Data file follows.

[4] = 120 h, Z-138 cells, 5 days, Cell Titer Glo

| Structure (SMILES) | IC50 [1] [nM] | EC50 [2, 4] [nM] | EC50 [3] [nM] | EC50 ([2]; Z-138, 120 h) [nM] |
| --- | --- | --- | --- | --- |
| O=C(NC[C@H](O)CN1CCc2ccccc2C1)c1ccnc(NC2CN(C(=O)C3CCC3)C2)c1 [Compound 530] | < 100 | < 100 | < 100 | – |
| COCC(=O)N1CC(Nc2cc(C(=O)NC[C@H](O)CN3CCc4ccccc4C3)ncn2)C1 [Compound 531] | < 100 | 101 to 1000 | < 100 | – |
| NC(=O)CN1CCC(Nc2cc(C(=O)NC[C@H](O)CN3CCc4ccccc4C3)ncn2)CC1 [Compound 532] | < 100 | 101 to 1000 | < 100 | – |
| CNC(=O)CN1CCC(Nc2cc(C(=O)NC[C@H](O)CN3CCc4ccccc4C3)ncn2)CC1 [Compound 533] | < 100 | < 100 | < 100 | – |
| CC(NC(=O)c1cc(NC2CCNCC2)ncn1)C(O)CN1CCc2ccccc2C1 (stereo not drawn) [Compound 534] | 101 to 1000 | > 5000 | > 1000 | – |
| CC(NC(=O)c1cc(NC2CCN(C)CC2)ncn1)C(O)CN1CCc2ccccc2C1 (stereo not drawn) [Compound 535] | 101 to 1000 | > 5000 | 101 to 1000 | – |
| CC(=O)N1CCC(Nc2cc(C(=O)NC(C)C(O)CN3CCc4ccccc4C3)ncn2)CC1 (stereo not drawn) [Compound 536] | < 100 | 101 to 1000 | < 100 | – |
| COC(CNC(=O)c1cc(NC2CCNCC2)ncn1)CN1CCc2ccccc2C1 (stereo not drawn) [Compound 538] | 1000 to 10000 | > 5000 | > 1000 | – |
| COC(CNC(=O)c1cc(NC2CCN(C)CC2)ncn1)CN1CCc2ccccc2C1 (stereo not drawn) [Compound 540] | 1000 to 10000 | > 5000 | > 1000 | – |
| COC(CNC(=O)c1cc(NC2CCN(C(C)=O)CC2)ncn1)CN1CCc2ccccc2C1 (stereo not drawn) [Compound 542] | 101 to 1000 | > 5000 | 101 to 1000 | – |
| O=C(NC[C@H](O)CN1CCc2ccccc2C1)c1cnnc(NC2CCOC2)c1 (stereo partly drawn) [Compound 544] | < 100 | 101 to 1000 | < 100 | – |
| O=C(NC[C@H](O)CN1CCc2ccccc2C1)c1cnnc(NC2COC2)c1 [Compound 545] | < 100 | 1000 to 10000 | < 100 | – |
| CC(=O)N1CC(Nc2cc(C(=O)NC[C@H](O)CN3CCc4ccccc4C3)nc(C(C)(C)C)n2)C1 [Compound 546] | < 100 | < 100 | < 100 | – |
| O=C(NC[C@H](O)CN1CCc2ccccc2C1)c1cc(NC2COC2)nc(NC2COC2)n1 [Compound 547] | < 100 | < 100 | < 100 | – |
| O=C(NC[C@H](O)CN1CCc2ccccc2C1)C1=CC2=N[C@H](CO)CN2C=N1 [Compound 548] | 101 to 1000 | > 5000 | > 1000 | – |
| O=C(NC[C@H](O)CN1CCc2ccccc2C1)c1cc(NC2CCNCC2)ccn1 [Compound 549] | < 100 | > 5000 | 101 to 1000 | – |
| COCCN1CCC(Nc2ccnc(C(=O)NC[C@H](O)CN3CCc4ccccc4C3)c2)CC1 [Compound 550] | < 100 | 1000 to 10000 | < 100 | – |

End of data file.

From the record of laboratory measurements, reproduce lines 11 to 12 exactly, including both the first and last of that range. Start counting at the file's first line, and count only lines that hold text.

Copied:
| COC(CNC(=O)c1cc(NC2CCNCC2)ncn1)CN1CCc2ccccc2C1 (stereo not drawn) [Compound 538] | 1000 to 10000 | > 5000 | > 1000 | – |
| COC(CNC(=O)c1cc(NC2CCN(C)CC2)ncn1)CN1CCc2ccccc2C1 (stereo not drawn) [Compound 540] | 1000 to 10000 | > 5000 | > 1000 | – |